Sen. Marco Rubio (R–Fla.) tweeted the address and phone number of a Miami restaurant and invited his followers to harass the owner. This is a violation of Twitter's terms of service, and the platform should take action.
Rubio was responding to a now deleted tweet from the restaurant's owner, who is apparently a defender of the Venezeulan regime. Rubio, irked by the man's political beliefs, reacted like this:
This guy @nusr_ett who admires dictator @NicolasMaduro so much actually owns a steakhouse in, of all places, #Miami. It's called NUSR-ET STEAKHOUSE MIAMI located at 999 Brickell Avenue, Miami, FL 33131
The phone number is 1 305 415 9990 in case anyone wanted to call. https://t.co/7CDkgHVZWh
— Marco Rubio (@marcorubio) September 18, 2018
I have previously opined that social media platforms should not actively police offensive content and fake news, and that attempts to do so will be influenced by unconscious bias. The more heavy-handed the approach, the more likely it is that perfectly benign legitimate content will be targeted simply because someone is bothered.
One obvious exception is doxing: publishing personal information with malicious intent. Revealing a person's phone number or physical address without that person's permission is a violation of Twitter's terms of service, and rightly so. Inviting social media lynch mobs to harass people at their homes, or to fill up their voicemail boxes with threatening messages, is reckless and terrible behavior. It is also a fairly objectively defined form of harassment—the information you can't post is fairly specific—and thus less likely to be wrongly enforced.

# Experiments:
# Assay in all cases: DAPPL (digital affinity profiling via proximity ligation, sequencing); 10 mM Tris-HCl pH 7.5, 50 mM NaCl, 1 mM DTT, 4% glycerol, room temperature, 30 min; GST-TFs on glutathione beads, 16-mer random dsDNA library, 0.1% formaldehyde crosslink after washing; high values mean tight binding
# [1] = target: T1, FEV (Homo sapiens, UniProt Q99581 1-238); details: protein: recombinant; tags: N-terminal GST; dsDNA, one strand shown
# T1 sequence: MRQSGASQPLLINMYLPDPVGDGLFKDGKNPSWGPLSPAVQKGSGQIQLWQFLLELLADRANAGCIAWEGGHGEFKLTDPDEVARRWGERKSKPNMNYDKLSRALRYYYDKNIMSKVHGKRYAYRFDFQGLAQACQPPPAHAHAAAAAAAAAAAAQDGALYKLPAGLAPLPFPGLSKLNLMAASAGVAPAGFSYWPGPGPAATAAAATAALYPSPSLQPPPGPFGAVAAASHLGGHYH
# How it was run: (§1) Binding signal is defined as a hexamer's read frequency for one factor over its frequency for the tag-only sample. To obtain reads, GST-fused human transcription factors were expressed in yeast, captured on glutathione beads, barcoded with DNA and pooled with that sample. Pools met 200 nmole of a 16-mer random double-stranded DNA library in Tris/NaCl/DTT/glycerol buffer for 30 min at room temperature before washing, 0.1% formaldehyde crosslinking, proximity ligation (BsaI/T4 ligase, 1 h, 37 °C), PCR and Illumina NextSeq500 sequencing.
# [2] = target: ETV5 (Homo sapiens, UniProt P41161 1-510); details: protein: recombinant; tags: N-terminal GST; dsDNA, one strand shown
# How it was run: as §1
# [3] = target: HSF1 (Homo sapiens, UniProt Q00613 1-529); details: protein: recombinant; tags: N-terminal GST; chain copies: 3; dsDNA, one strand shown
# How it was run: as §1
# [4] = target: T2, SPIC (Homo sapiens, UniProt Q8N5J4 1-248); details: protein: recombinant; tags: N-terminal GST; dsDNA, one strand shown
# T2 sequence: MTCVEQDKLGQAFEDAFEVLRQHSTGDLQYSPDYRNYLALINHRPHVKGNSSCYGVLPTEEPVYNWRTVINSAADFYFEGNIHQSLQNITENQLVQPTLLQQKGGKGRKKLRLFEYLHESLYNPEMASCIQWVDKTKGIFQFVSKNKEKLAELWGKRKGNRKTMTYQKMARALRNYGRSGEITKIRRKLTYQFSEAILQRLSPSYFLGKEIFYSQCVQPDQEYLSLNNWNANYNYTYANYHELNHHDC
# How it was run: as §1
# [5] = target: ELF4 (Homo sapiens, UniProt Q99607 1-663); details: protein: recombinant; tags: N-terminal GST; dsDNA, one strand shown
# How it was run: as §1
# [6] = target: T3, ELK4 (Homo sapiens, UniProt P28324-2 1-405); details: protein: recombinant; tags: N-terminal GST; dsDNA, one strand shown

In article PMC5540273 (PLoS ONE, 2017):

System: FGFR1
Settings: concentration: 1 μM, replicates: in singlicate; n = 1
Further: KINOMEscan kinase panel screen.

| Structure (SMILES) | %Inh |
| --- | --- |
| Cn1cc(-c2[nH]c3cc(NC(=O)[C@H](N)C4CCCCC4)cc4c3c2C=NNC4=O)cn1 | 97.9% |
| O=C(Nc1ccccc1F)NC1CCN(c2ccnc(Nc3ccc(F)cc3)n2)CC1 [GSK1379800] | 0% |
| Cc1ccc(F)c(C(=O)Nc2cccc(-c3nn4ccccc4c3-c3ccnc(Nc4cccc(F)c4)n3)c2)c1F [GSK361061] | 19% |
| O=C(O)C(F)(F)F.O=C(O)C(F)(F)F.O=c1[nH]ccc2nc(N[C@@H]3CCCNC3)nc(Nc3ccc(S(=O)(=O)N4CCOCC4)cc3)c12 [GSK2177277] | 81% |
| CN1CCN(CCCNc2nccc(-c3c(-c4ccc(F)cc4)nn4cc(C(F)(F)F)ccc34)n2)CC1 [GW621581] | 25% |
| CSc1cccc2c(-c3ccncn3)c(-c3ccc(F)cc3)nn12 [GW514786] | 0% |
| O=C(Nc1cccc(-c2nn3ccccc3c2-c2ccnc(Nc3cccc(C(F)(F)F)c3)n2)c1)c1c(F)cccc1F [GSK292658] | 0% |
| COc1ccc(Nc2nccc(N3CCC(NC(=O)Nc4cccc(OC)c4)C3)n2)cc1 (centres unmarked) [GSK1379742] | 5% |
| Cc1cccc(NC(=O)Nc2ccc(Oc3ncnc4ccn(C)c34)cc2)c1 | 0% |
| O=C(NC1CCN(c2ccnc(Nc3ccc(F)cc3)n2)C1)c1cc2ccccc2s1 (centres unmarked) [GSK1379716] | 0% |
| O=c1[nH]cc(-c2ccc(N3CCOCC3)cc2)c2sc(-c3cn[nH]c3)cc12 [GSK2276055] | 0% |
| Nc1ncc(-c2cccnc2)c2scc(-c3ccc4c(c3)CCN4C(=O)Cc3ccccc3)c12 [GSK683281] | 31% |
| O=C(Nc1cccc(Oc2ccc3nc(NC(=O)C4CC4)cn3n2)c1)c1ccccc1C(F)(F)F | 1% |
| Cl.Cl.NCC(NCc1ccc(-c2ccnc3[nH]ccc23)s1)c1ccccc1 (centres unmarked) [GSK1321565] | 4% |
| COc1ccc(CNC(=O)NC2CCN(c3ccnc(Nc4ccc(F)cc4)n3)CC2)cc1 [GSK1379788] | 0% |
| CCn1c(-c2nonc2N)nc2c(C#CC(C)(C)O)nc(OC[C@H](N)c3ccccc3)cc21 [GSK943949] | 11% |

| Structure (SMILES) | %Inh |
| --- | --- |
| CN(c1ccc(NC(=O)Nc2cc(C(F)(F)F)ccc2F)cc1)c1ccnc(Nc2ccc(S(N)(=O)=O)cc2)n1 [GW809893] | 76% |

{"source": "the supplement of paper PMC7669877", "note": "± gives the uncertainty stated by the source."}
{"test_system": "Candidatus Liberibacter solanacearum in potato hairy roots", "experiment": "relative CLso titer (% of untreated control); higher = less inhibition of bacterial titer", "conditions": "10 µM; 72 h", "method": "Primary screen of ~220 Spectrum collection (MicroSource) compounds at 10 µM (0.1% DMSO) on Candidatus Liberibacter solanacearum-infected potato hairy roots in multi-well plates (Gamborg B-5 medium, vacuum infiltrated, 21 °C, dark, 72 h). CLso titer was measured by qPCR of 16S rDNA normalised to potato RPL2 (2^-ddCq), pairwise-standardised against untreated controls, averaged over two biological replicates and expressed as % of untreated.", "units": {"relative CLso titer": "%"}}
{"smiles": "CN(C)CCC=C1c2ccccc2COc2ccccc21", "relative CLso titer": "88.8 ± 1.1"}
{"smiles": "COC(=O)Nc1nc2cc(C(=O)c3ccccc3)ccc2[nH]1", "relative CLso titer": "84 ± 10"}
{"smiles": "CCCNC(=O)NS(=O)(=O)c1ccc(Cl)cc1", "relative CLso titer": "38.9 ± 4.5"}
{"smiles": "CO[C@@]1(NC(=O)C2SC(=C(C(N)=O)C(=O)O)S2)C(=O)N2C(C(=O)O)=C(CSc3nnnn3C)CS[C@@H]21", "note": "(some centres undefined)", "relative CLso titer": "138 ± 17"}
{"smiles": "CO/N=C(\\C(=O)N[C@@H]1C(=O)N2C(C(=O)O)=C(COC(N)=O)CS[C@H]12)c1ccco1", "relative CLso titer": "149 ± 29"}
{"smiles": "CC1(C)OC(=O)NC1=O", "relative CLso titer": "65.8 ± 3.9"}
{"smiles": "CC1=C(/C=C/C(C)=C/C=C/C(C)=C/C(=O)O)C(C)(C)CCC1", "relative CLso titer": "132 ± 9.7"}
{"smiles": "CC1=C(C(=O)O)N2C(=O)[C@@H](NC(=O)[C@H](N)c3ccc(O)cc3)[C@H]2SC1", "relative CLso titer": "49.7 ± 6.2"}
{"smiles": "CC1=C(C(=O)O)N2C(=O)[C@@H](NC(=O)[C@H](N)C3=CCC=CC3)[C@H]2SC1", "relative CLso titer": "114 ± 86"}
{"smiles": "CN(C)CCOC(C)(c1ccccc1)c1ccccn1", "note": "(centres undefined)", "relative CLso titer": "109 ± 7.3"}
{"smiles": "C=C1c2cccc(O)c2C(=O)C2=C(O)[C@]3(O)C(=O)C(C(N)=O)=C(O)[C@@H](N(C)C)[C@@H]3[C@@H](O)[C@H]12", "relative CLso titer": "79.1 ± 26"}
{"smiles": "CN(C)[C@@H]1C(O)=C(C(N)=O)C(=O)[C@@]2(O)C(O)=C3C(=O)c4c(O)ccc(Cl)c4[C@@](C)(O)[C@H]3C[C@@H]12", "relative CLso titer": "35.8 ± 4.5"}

Twitter's policy only forbids the posting of a private address or phone number; the restaurant is a place of business. But the policy also states that if "publicly available information is being shared to harass or incite harassment, then we may take enforcement action under our abusive behavior policy." Rubio's sarcastic "in case anyone wants to call" line seems like a relatively straightforward invitation to harass.
Assuming this is Rubio's first violation, Twitter should force him to take down the tweet. If he does it again, his account should be suspended.